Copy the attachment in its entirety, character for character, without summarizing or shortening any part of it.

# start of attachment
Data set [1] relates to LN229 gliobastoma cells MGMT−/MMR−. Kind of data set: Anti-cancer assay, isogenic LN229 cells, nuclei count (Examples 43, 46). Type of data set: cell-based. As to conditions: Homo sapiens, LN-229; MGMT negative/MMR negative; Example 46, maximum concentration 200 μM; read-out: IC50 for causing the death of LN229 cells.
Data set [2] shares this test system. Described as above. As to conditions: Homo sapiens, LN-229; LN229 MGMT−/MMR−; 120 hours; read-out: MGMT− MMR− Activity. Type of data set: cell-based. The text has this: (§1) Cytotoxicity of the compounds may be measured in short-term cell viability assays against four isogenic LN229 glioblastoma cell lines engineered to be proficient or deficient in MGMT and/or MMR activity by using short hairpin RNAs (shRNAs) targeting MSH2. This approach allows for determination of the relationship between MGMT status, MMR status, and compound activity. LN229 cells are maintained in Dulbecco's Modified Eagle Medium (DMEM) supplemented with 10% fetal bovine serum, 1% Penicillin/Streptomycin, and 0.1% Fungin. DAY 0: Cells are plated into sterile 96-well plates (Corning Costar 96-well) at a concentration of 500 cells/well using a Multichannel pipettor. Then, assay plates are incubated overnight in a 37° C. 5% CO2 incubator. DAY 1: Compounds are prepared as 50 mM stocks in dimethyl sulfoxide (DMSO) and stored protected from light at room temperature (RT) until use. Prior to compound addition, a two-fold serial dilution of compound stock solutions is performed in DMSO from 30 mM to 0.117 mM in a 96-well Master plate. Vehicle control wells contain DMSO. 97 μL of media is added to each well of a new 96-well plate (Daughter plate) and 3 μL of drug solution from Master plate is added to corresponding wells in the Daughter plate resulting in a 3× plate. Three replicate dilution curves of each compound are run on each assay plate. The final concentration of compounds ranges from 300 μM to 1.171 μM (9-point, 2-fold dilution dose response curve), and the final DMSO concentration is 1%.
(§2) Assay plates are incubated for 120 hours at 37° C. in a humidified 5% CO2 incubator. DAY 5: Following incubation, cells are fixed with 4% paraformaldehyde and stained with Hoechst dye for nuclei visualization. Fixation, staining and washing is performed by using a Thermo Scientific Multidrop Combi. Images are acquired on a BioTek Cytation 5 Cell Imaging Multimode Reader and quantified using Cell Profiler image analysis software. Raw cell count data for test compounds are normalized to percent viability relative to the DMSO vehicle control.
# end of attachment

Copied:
Data set [1] relates to LN229 gliobastoma cells MGMT−/MMR−. Kind of data set: Anti-cancer assay, isogenic LN229 cells, nuclei count (Examples 43, 46). Type of data set: cell-based. As to conditions: Homo sapiens, LN-229; MGMT negative/MMR negative; Example 46, maximum concentration 200 μM; read-out: IC50 for causing the death of LN229 cells.
Data set [2] shares this test system. Described as above. As to conditions: Homo sapiens, LN-229; LN229 MGMT−/MMR−; 120 hours; read-out: MGMT− MMR− Activity. Type of data set: cell-based. The text has this: (§1) Cytotoxicity of the compounds may be measured in short-term cell viability assays against four isogenic LN229 glioblastoma cell lines engineered to be proficient or deficient in MGMT and/or MMR activity by using short hairpin RNAs (shRNAs) targeting MSH2. This approach allows for determination of the relationship between MGMT status, MMR status, and compound activity. LN229 cells are maintained in Dulbecco's Modified Eagle Medium (DMEM) supplemented with 10% fetal bovine serum, 1% Penicillin/Streptomycin, and 0.1% Fungin. DAY 0: Cells are plated into sterile 96-well plates (Corning Costar 96-well) at a concentration of 500 cells/well using a Multichannel pipettor. Then, assay plates are incubated overnight in a 37° C. 5% CO2 incubator. DAY 1: Compounds are prepared as 50 mM stocks in dimethyl sulfoxide (DMSO) and stored protected from light at room temperature (RT) until use. Prior to compound addition, a two-fold serial dilution of compound stock solutions is performed in DMSO from 30 mM to 0.117 mM in a 96-well Master plate. Vehicle control wells contain DMSO. 97 μL of media is added to each well of a new 96-well plate (Daughter plate) and 3 μL of drug solution from Master plate is added to corresponding wells in the Daughter plate resulting in a 3× plate. Three replicate dilution curves of each compound are run on each assay plate. The final concentration of compounds ranges from 300 μM to 1.171 μM (9-point, 2-fold dilution dose response curve), and the final DMSO concentration is 1%.
(§2) Assay plates are incubated for 120 hours at 37° C. in a humidified 5% CO2 incubator. DAY 5: Following incubation, cells are fixed with 4% paraformaldehyde and stained with Hoechst dye for nuclei visualization. Fixation, staining and washing is performed by using a Thermo Scientific Multidrop Combi. Images are acquired on a BioTek Cytation 5 Cell Imaging Multimode Reader and quantified using Cell Profiler image analysis software. Raw cell count data for test compounds are normalized to percent viability relative to the DMSO vehicle control.